Yesterday, Lord Low of Dalston CBE launched a review into the Government’s proposed reduction to Employment and Support Allowance (ESA), and its impact on halving the disability employment gap.

The Welfare Reform and Work Bill is currently being debated in Parliament. One of the Government’s proposals within the Bill is to reduce ESA for future claimants in the Work-Related Activity Group (ESA WRAG).

This means that all new claimants, sick and disabled people who are deemed ‘unfit for work’ and moved into this group from April 2017, would receive almost £30 less of their benefit per week than those people with the same conditions who are currently in this group.

The Government believes that this significant cut to benefits would incentivise sick and disabled people into looking for work. They also believe that this would then help them to achieve their manifesto commitment of halving the disability employment gap.

A moving launch

When looking at proposed legislation, statistics and debates in Westminster, it can be difficult to remember that real people stand to suffer significant and often deeply upsetting changes to their lives, which are already very challenging due to disability, mental health needs or long-term illness.

At the launch of the ESA Review, we heard very moving stories from three individuals about how these proposed cuts would affect them. Each speaker told the audience about their disabilities or mental health needs, their current struggles in daily life and how the cuts would make their lives more difficult.

From one speaker with mild learning disabilities who spoke about being able to afford to travel to a day centre to practise work-related activity, to another on the autistic spectrum who uses the £30 to get to group therapy and to supplement a specialised diet necessary to tackle the side effects of their medication, through to a third who struggles with wildly fluctuating mental stability, we heard how the £30 per week was vital for them to keep their heads above water and get by day to day.

Lord Low spoke about how his review into these cuts found that the proposals would actually hinder people’s ability to get back into the workplace and, vitally, would mean that people would be less likely to be able to undertake work-related activity such as training and volunteering; both essential stepping stones towards employment for many people we support.

The review recommends that, rather than cut benefits for the ESA-WRAG group, improvements should be made to the support people receive into employment. It also recommends that the Work and Health Programme announced in the 2015 Comprehensive Spending Review should be developed in collaboration with disabled people and disability organisations to ensure that the programme really is tailored and personalised for them.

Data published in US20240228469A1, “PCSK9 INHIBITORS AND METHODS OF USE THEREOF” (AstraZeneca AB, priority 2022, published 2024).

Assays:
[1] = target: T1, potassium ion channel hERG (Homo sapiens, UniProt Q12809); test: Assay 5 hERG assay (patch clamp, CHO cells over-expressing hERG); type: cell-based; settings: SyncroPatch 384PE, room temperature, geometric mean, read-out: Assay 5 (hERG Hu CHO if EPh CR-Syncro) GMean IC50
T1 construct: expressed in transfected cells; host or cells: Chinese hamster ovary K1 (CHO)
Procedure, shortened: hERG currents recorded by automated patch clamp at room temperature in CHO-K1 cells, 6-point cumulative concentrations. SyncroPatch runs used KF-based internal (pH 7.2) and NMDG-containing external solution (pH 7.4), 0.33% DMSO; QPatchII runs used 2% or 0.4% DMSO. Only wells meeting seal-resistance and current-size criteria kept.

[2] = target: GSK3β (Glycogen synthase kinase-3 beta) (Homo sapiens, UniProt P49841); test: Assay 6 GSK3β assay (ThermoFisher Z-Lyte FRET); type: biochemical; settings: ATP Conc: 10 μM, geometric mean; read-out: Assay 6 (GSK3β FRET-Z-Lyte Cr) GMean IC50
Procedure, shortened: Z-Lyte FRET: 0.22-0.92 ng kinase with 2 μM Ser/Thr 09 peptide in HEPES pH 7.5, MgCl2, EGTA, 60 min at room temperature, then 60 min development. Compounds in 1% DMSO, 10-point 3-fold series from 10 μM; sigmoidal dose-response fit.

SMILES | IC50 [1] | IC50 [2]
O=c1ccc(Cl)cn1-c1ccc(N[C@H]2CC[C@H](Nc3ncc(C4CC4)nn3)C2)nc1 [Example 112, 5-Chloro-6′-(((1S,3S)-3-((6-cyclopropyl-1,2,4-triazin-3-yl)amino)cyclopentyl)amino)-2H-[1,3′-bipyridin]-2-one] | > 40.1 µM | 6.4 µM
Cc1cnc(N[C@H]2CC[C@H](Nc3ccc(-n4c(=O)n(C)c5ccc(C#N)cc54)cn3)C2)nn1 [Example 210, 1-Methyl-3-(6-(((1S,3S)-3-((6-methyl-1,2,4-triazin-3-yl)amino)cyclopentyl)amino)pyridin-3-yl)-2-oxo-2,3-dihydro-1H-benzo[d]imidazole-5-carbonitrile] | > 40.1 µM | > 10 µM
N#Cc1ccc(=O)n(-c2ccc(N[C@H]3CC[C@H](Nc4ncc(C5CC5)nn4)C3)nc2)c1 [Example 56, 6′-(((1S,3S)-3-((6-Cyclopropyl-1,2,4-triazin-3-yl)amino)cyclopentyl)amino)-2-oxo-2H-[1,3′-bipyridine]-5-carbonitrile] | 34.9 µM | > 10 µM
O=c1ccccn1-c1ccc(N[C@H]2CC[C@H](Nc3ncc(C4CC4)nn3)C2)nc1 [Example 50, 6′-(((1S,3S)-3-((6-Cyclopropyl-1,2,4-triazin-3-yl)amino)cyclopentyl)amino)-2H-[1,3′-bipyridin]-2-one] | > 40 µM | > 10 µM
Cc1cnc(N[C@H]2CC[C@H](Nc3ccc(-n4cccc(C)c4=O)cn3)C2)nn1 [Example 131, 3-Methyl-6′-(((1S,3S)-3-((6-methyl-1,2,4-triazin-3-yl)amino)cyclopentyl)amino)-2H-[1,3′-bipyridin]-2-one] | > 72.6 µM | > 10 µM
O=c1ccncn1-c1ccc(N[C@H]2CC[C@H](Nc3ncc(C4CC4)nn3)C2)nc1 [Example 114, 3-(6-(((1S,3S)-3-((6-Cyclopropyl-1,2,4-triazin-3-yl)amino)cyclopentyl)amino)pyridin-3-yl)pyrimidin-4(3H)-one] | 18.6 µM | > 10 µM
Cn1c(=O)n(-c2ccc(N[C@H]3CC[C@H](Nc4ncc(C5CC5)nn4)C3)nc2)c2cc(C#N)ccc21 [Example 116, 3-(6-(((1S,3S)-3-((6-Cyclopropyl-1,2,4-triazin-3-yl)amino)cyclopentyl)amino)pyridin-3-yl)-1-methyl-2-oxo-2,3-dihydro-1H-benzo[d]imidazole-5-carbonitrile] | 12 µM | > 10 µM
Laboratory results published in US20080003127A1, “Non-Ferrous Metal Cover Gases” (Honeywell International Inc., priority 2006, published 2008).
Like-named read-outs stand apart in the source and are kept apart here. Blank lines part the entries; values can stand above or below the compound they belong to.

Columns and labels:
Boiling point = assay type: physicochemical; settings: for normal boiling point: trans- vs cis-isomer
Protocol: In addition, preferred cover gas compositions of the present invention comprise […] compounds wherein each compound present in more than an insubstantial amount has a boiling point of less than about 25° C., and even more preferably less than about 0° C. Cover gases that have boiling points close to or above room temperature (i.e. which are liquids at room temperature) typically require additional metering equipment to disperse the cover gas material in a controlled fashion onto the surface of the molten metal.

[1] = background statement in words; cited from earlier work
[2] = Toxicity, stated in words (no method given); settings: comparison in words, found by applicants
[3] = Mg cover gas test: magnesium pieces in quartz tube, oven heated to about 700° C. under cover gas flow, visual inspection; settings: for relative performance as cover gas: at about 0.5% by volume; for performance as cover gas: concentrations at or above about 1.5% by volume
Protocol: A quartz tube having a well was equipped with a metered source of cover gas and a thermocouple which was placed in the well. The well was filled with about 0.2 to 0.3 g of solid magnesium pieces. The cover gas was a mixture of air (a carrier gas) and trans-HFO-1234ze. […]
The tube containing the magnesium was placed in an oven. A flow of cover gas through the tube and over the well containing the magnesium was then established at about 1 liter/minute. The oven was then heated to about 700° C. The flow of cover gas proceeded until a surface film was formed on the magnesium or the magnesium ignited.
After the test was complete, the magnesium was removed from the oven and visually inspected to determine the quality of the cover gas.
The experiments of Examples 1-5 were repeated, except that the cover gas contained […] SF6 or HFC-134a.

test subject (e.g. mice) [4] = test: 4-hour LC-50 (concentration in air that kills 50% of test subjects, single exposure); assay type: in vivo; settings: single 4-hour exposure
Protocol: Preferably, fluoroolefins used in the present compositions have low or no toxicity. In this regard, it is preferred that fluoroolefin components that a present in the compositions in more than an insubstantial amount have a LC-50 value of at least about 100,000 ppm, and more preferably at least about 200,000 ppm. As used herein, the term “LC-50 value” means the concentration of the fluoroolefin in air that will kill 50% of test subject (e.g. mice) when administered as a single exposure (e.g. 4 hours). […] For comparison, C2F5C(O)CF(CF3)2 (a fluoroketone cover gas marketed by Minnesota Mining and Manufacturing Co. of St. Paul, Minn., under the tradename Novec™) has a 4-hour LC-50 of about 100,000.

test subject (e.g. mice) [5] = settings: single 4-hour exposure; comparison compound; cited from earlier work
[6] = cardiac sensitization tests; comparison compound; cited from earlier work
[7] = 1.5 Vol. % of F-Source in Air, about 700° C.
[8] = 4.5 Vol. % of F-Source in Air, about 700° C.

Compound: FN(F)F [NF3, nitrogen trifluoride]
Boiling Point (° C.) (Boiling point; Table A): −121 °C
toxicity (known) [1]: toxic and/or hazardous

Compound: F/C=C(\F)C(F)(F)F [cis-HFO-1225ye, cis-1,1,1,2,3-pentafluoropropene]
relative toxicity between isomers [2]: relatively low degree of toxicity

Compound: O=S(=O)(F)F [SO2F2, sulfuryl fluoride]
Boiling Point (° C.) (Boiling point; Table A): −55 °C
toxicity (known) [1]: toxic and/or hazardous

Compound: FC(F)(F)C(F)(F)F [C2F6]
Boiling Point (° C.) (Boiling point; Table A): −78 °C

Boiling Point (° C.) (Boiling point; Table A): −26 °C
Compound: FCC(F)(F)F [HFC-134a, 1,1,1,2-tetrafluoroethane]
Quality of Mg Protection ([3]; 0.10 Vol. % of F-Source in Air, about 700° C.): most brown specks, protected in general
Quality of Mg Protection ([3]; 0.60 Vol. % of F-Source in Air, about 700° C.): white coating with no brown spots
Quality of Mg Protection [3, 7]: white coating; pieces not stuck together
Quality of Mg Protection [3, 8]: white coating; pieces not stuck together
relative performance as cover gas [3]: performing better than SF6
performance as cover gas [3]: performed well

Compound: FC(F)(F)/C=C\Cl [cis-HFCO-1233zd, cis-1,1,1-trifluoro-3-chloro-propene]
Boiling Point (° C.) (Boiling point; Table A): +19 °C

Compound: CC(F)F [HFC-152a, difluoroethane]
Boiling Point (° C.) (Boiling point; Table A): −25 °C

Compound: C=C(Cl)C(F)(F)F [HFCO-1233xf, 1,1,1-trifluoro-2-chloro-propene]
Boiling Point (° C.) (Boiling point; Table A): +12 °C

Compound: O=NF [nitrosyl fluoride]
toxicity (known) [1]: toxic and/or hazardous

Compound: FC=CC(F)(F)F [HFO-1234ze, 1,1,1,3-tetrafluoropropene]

What we are doing - and how you can help

At United Response, we are writing to the Government to request that we are involved in the Work and Health consultation taskforce to give input into how this programme is developed. We want to represent the people we support and ensure the Government’s new work scheme properly considers how to create greater employment outcomes for disabled people, and how to incentivise employers to tap the potential of this workforce.

We believe that individuals with learning disabilities, mental or physical support needs should have the opportunity to live their lives to the full. Rather than cutting essential benefits, we would urge the government to consider improving support to increase opportunities for them to find work.

If you are concerned about how this might affect you and those you support, we would urge you to write to your local MP at the House of Commons. You can find your local MP here and write to them by post (just write their name, then the address House of Commons, London, SW1A 0AA), or email or tweet at them using the details provided on the website.

Find your local MP

If you would like to share any thoughts on how the Government should tailor its Work and Health Programme to meet the needs of disabled people who want to be supported into work, United Response would like to hear from you. Email us at or click the button below.

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John JC Cooper, campaigns and public affairs manager.